When we examine the above Scripture, it doesn’t read, “Ask God and He’ll say ‘yes’ to everything you request.”  No, it quite specifically lays a foundation for the prayer protocol.  There is a right way to bring our requests to Him.  But that next passage shows the guaranteed, sweet, “chewy” center hidden in the piece of chocolate:  PEACE…heart and mind-guarding peace.  I’m talking about a trusting, resting, courageous peace no matter what His actual answer to the request.  In one sense, peace IS our answer.  In fact, it may be the most important part.

In prayer, we can’t see the exact end result as we’re asking, but that’s where faith in His promises kicks in.  Faith comes from hearing the Word of God, so when we ask, we really need to know what His Word says about the particular need (or want) we’re addressing.  When we know the Word, we can then come to His throne equipped with what He’s already agreed to do.  As mature believers, we also need to come to the understanding that, when we ask for His intervention, we likewise surrender the steering wheel to His hands.  We may not get exactly what we want when we want it (and thank heavens that sometimes we don’t!  Oh, the foolish things I’ve asked for in my life!) , but our faith must lie in the truth that His answer to our prayer will be/is the RIGHT answer, not just what we’ve tried to orchestrate in our mortal minds.  Oh, there are those times when the outcome is exactly the way we’ve imagined, or it turns out exactly as prophetic word over your situation indicated it would be, but not usually.  His answer will never violate His Word, rightly divided and taken in context, but it may still vary from our actual expected outcome.  Knowing His goodness makes this not a scary or bad thing.

But let’s go revisit the answer to the prayers.   Sometimes the answer is, “No.”  Many times it’s, “Yes.”  Or, “Wait.” Or, “I have a better plan.”  Sometimes the answer doesn’t come right away, and sometimes we may feel it never came at all.  But a prayer brought to Him in faith, in the way He’s instructed us to approach Him, is never disregarded or unheard.  Only when we consider His immeasurable love for us and His infinite wisdom do we realize that, no matter His answer, it will be the very best path for our good.  The God Who sees the end from the beginning, Whose vantage point is certainly better than our own finite fields of vision, will not only give the right answer, but Romans 8:28 assures us that He’ll work all things together for our good—yes, even those things which aren’t in themselves “good.”

We all know that His answers to our requests vary according to His will and wisdom, but we may not understand the “why” behind them all.  Still, it changes the attitude and anticipation (and in my opinion, amps up our level of faith in the outcome), when, having made our request, we then deliberately receive His peace.  Remember, that peace guards our hearts and minds in Christ Jesus.  It lessens the pain of uncertainty while we’re in the waiting place, and it drowns out the voice of the enemy who would try to tell you that God will not answer your prayer, or that He’s playing roulette with your feelings.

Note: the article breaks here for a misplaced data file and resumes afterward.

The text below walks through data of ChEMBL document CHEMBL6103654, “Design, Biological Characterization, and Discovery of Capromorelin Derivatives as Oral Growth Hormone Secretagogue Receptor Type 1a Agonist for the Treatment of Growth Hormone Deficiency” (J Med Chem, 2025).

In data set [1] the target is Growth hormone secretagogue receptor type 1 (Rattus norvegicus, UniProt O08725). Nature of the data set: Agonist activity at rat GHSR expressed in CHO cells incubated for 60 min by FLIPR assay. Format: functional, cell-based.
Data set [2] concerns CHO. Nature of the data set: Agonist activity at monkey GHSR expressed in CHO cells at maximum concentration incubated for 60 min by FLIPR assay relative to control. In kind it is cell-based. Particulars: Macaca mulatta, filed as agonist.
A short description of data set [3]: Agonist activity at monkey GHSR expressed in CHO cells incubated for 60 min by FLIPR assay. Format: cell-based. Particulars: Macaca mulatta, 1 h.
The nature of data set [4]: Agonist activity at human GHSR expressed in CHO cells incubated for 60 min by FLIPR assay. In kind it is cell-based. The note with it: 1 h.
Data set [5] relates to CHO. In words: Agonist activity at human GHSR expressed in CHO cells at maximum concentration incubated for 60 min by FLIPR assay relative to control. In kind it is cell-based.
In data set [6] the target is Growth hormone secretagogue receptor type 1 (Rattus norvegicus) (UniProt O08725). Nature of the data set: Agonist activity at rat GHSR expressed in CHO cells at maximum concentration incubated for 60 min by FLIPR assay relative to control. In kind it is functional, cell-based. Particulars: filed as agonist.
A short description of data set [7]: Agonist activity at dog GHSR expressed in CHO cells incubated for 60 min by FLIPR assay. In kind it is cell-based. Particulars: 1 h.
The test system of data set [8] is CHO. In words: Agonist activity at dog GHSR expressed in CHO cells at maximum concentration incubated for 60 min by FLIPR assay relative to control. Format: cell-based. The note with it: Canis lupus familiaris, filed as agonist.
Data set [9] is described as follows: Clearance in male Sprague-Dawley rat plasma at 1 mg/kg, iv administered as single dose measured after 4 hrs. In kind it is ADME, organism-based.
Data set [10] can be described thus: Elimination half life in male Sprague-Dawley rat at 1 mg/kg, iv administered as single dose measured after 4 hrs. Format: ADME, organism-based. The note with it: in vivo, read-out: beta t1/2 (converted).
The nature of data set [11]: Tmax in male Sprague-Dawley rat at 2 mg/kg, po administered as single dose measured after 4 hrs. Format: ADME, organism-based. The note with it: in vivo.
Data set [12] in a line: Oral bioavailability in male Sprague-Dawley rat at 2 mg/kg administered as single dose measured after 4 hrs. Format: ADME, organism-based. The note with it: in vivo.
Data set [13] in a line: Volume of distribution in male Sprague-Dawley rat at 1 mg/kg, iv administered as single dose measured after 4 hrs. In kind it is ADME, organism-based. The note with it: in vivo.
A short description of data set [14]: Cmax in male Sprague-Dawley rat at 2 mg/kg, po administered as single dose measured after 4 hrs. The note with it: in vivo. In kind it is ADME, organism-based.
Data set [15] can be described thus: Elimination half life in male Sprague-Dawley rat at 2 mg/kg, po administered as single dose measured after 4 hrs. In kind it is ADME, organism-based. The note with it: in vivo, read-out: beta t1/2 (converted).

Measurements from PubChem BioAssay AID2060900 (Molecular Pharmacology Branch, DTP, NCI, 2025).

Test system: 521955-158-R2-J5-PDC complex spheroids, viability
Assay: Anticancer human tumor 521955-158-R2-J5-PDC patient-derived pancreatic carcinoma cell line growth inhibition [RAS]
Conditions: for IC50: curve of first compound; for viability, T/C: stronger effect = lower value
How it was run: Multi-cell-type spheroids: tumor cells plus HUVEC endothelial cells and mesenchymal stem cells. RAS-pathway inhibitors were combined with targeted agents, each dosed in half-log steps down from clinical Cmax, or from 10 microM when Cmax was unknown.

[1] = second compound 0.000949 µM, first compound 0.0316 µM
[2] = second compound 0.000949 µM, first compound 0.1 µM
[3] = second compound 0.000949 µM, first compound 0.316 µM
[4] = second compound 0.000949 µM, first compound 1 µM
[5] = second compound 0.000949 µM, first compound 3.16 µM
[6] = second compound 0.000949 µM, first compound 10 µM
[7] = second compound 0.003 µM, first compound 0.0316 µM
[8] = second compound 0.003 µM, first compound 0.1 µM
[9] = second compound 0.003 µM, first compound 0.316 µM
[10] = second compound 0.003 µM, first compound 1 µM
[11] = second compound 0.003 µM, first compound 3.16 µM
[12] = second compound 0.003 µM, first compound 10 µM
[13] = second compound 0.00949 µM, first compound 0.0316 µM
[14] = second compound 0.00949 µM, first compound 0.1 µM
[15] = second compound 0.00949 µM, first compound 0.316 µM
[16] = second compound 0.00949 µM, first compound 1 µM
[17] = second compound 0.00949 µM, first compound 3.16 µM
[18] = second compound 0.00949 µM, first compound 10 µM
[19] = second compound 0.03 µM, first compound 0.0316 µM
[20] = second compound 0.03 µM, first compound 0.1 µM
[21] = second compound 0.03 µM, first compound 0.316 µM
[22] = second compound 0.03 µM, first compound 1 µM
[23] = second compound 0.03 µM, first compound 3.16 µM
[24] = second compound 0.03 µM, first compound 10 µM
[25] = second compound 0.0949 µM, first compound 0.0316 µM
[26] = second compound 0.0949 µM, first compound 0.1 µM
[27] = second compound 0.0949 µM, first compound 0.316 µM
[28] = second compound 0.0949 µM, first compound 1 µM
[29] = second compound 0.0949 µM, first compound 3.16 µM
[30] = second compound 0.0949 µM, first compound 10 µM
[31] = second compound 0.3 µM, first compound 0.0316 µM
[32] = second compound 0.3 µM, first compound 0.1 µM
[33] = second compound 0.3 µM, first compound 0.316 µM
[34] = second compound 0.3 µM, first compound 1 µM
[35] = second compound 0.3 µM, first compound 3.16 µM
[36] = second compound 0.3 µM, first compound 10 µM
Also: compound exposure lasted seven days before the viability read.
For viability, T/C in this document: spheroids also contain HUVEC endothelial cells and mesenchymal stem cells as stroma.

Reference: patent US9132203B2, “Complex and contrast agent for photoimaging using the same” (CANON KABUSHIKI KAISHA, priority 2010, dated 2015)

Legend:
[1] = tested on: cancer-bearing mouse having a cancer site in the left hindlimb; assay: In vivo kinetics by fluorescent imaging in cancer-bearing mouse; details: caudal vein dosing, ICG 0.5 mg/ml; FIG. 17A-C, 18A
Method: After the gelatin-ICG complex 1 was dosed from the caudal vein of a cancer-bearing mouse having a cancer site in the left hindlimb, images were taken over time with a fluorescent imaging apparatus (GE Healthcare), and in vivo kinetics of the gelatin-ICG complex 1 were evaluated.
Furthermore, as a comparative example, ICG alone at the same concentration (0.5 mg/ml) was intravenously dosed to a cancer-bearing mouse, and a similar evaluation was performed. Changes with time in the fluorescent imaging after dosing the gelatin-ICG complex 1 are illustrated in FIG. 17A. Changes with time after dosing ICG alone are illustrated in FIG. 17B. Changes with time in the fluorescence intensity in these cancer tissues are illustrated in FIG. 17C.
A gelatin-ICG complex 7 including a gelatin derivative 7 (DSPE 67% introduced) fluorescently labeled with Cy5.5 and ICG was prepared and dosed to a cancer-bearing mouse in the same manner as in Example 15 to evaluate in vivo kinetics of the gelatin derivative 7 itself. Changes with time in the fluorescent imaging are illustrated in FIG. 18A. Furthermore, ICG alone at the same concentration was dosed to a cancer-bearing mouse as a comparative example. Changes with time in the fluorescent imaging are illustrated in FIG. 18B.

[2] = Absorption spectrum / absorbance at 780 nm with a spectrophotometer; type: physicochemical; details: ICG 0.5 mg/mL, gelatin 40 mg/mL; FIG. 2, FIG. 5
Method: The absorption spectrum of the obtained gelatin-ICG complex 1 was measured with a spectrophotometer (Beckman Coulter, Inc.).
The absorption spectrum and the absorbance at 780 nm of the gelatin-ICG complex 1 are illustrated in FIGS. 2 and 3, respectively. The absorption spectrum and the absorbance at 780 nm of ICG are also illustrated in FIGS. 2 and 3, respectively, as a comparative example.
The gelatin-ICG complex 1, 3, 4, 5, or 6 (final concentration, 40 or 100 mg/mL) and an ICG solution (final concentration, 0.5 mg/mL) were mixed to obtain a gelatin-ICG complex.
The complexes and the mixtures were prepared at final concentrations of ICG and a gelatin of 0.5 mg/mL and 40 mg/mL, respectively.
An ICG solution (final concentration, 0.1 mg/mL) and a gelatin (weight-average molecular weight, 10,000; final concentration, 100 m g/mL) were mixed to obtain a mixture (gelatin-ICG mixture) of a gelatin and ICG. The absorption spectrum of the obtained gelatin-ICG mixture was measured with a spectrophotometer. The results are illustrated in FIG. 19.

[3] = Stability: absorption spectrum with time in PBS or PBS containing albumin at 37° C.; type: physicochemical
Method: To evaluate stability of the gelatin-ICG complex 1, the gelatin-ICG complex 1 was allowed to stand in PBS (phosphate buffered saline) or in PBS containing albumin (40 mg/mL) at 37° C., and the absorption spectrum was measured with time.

Now, there are those times when the brake pedal fails, or something else sudden just causes us to cry out a desperate, “JESUS!”  He hears those one-word prayers too, and answers; but I challenge you, the next time you come to the Lord with your thought-out request, do what that passage suggests.  Come in the manner He’s instructed, but then after you have quoted back to Him what His Word says about your particular situation, give Him thanks.  And then, RECEIVE HIS PEACE.  The conclusion of your prayer might go something like this:

“Heavenly Father, I have come to you with my needs and desires, and I have spoken back to You what Your Word says about my situation.  Now, I receive Your answer in faith—faith that all the fine details will be worked out in the way YOU know will be best.  I trust You to order my steps, and in asking for Your intervention, I also surrender to Your final authority in this matter.  I trust You completely, and I believe that Your wisdom and love for me assures the very best answer to my prayer.  You have an awesome plan for my life!  As I wait for Your intervention, I now take upon me Your peace, which goes far above my understanding, and I allow it to guard my heart and mind while patience has her perfect work…and while You operate on Your divine timetable.  I am whole and entire, wanting for nothing.  Thank you for that peace, which I receive in Jesus’ name.  Amen”

 ©2012 Lisa Crum

(No) Left-Foot Braking

driver-traffic-safety-sign-nhe-14295_1000“Love the Lord your God with all your heart and with all your soul and with all your strength.  These commandments that I give you today are to be on your hearts.  Impress them on your children. Talk about them when you sit at home and when you walk along the road, when you lie down and when you get up.  Tie them as symbols on your hands and bind them on your foreheads.  Write them on the doorframes of your houses and on your gates.”  (Deut 6:5-9 NIV)

In tenth grade, in 1983, I won the Drivers Ed award.  Now,  I don’t think I won because I was necessarily the superior driver in our class…I’m pretty sure that it was because of the notebook.

Mr. Harold Jude was our teacher, and much to the disappointment of our young expectations, the greater part of our time wasn’t going to be spent actually driving; rather, it was going to be reading about driving.  Gee, it had looked so fun in junior high when we’d covetously watch the older kids behind the wheel of the student driver car, pulling off the parking lot to go who knows where–we just knew they were going to get cheeseburgers or skip classes or some other awesomeness.  What a shattered illusion!

No, the driving part would come later on—but for right now, our teacher was going to drill us over and over again on the rules of the road.  Part of that process was that Mr. Jude assigned us to do a notebook which would be turned in and graded, and it would count as a significant percentage of our semester.  At the end of each chapter was a long set of questions.  He would make us write the question and then write the answer in our notebook.  Well, Little Miss Perfectionist decided to go the extra mile, typewriting and color-coding my notebook on my old manual Remington typewriter  (a hospital dumpster dive rescue, and yes, you may laugh)…black for the questions, red for the answers.  I wore holes in the typewriter ribbon, but it got me an “A!”